Game Development Reference
In-Depth Information
GLuint pDepthLayer[K]; // storing the depth layers
GLuint bufferFront , bufferFocus, bufferBack; // composition b
// do front buffer compositing
bindAndClearFbo( bufferFront );
for ( uint k = 0 ; k < kFocus ; ++ k ) {
glBlendFunc( GL_ONE_MINUS_DST_ALPHA, GL_ONE );
blendLayer( pDepthLayer[k] );
blurBuffer( bufferFront, computeSigmaForLayer( k ) );
}
// do focus buffer compositing
bindAndClearFbo( bufferFocus );
blendLayer( pDepthLayer[kFocus] );
// do back buffer compositing
bindAndClearFbo( bufferBack );
for ( uint k = K-1 ; k > kFocus ; -- k ) {
glBlendFunc( GL_ONE, GL_ONE_MINUS_SRC_ALPHA );
blendLayer( pDepthLayer[k] );
blurBuffer( bufferBack, computeSigmaForLayer( k ) );
}
Listing 2.3. OpenGL pseudocode for blending and blurring the depth layers onto the
composition buffers: front, focus, and back.
In particular, depth layers are blended onto one of three so-called composi-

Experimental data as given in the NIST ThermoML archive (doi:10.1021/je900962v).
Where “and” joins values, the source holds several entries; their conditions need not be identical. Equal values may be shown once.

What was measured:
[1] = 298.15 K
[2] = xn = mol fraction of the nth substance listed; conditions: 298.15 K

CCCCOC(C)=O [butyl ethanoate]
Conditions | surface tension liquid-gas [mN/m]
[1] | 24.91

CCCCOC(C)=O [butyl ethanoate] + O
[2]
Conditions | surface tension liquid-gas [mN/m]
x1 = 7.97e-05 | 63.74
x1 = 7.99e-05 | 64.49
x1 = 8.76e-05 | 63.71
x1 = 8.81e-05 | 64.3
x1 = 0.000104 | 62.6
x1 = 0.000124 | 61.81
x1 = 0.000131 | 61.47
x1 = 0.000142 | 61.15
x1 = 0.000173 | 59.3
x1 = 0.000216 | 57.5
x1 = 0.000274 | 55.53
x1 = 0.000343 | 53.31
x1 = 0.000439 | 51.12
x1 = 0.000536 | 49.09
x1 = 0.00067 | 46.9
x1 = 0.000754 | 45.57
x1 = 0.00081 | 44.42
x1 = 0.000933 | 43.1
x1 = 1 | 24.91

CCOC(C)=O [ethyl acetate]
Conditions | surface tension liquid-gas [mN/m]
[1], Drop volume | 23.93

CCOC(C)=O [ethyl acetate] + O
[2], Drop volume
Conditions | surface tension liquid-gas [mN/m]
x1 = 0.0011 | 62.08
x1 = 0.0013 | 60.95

tion buffers for the front, back, and focus parts of the scene. ( I front , I back ,and
I focus ). While the latter is only filled with the in-focus depth layer ( L k focus ), the
other depth layers are composed iteratively onto the front and back composition
buffers, starting from the foremost and the furthest depth layer ( L 0 and L K 1 ),
respectively. The two composition buffers have to be used because otherwise it
is not possible to keep the correct depth ordering of the layers. Between each
composition iteration, the composition buffers are blurred with a Gaussian filter
H k , where the index k is the same as the recently composed depth layer L k .Com-
position is done by alpha blending, where the front composition buffer is blended
over the next depth layer and for the back composition buffer the depth layer
is blended over the composition buffer ( I front
I back , respectively).
L k
and L k
Pseudocode for this operation is shown in Listing 2.3.
As desired, stronger blurs can be achieved with smaller filter kernel sizes. For
example, a depth layer L 0
1 times with the Gaussian
kernels H 0 to H k focus 1 . Blurring recursively has a similar result to blurring with
a Gaussian kernel H k , where the filter width (in σ ) is the Euclidean distance of
all applied recursive filter sizes:
will be blurred k focus
k focus
σ i ,
σ k
=
(2.6)
i = k
 
Search Nedrilad ::




Custom Search